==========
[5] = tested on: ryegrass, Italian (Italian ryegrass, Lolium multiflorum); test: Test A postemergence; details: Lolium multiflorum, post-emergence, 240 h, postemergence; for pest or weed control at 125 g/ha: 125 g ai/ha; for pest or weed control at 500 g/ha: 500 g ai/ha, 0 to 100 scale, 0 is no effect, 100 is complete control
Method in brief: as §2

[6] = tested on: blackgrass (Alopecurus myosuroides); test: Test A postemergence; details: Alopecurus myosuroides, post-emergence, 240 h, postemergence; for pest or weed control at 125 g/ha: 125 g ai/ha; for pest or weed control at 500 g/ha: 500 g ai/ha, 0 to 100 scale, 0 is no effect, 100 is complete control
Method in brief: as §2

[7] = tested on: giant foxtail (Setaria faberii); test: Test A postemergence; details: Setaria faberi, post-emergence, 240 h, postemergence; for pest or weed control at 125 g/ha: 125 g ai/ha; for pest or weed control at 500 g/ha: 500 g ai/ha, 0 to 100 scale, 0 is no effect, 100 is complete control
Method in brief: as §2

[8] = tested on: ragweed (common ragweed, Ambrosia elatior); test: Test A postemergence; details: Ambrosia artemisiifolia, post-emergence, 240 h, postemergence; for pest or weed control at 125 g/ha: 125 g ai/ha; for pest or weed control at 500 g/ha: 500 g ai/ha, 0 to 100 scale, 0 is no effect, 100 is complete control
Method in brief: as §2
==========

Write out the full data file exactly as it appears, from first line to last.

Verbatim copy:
[5] = tested on: ryegrass, Italian (Italian ryegrass, Lolium multiflorum); test: Test A postemergence; details: Lolium multiflorum, post-emergence, 240 h, postemergence; for pest or weed control at 125 g/ha: 125 g ai/ha; for pest or weed control at 500 g/ha: 500 g ai/ha, 0 to 100 scale, 0 is no effect, 100 is complete control
Method in brief: as §2

[6] = tested on: blackgrass (Alopecurus myosuroides); test: Test A postemergence; details: Alopecurus myosuroides, post-emergence, 240 h, postemergence; for pest or weed control at 125 g/ha: 125 g ai/ha; for pest or weed control at 500 g/ha: 500 g ai/ha, 0 to 100 scale, 0 is no effect, 100 is complete control
Method in brief: as §2

[7] = tested on: giant foxtail (Setaria faberii); test: Test A postemergence; details: Setaria faberi, post-emergence, 240 h, postemergence; for pest or weed control at 125 g/ha: 125 g ai/ha; for pest or weed control at 500 g/ha: 500 g ai/ha, 0 to 100 scale, 0 is no effect, 100 is complete control
Method in brief: as §2

[8] = tested on: ragweed (common ragweed, Ambrosia elatior); test: Test A postemergence; details: Ambrosia artemisiifolia, post-emergence, 240 h, postemergence; for pest or weed control at 125 g/ha: 125 g ai/ha; for pest or weed control at 500 g/ha: 500 g ai/ha, 0 to 100 scale, 0 is no effect, 100 is complete control
Method in brief: as §2